We have 12 years to stop the world from overheating by cutting global warming an extra half a degree, climate scientists warn. The response of the planet’s largest carbon emitters has been “cool”, but in the wrong way. Can the UK Government and UK business make a difference? Jon Herbert reports.
Should we change our lives fundamentally in a final attempt to save the world from the catastrophic temperature rises that climate experts and government representatives meeting recently in Incheon, South Korea say are all but inevitable without extreme intervention? Or will indifference from the world’s largest greenhouse gas (GHG) emitters squash the efforts of a small European island?
Everything now pivots not only on what governments and industries do, but also efforts of the planet’s growing population to keep maximum temperature rises not under the old 2°C limit but a much more demanding 1.5°C, the scientists add. The climate change battle has become personal.
The situation is now so dire that the 1.5°C target is likely to be breached around the year 2040. The world will then need to discover how to reabsorb carbon dioxide (CO2) on a huge scale back from the atmosphere at colossal expense and effort. The longer the problem is left, the harder it will be.
What has changed so suddenly?
The received wisdom since the December 2015 UN Paris climate summit has been that the maximum additional surface temperature rise the world can take relatively safely is 2°C. That diagnosis has changed. In a 33-page Summary for Policymakers, the UN Intergovernmental Panel on Climate Change (IPCC) spells out clearly that 1.5°C is now the maximum.
Half a degree may not sound like much. But according to the report, it will make a traumatic difference to how we live — saying goodbye to red meat, milk and dairy products, sourcing seasonal food locally, throwing less away, using washing lines rather than tumble driers, walking, cycling or driving “clean” electric vehicles (EVs) when possible, using trains and roads rather than planes if we have to travel, video conferencing more, buying less fast fashion, wearing sweaters in winter and insulating buildings. In short, a ground-breaking cultural shift. But no one has suggested virtual holidays — yet!
As a good world citizen, the UK wants to respond positively. Business, Energy and Industrial Strategy Minister Claire Perry has asked the Committee on Climate Change (CCC) to show how Britain can become a zero-carbon society as soon as possible across the economy from homes, transport and industry to agriculture. We are already committed to a GHGs cut from a 1990 datum of 80% by 2050. That may no longer be sufficient. She has also asked for costs and comparative benefits.
From a business perspective, does this make sense? Will the restrictions of low-carbon working find compensatory outlets in new world markets? The Government says yes for a series of reasons. However, the planet’s largest carbon emitters seem to be heading in the opposite direction.
A global view
Literally seeing the world from above is not comforting. Recent satellite imagery shows that although central Government promised to curb China’s coal-fired power station building programme — it has issued suspension orders for more than 100 plants — almost all construction has gone ahead. Local Chinese authorities now have yes/no planning power and are loath to close down projects which they see as economic activity; many coal plants only operate for some 50% of the time.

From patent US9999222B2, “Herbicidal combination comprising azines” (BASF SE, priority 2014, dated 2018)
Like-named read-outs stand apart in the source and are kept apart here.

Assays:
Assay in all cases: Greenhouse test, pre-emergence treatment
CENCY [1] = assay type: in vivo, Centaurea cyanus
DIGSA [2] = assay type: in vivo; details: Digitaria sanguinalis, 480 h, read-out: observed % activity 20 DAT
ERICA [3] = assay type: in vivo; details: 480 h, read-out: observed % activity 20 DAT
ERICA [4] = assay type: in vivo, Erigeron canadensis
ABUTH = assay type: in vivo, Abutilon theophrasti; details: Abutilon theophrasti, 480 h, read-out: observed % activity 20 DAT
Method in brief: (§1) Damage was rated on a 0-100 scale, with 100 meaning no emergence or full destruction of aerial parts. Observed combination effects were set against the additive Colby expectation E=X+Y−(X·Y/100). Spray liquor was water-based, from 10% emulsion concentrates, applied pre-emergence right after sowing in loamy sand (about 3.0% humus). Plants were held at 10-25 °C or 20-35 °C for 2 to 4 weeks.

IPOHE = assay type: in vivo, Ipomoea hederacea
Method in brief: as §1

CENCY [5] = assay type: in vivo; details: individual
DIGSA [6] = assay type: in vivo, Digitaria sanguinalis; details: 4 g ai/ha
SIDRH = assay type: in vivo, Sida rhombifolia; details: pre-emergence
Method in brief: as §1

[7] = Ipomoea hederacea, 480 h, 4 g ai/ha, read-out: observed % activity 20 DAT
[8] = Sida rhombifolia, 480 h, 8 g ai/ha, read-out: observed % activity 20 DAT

Even so, China has 993GW of coal power capacity and is on course to increase this by some 25% to 259GW. The International Energy Agency (IEA) says that to keep warming below 1.75°C, China will have to close all its plants without carbon capture and storage (CCS) facilities in 30 years.
Australia is the world’s 13th largest emitter — China is number one — but its largest export is coal. Some 60% of its electricity comes from coal with 50,000 jobs. However, the political reaction to the IPCC’s findings was stark. Deputy Prime Minister Michael McCormack is reported to have confirmed there will be no government policy change “just because somebody might suggest that some sort of report is the way we need to follow and everything we should do”. Environment Minister Melissa Price added that the IPCC was “drawing a long bow” in calling for a global end to coal use by 2050 and trying to rely on new low-carbon technologies instead.
Australia’s coal problem is part-Indian however. The Adani Group is struggling to develop its controversial $16 billion Carmichael coal project near the World Heritage-listed Great Barrier Reef but predicts a six-fold rise in output by 2021. Exports to India are then expected to decline.
India itself is in flux over carbon, cars and coal. It is keen to put low-cost cars within the income range of ordinary families but also wants to move swiftly to renewables and EVs. The transition is not proving easy. Nearly all Indian coal plants breach the country’s air pollution standards. Many are expected to close by 2027. However, coal demand rose by 7.5% to some 900 million tonnes in the year to early March 2018, making India the world’s third largest GHG emitter.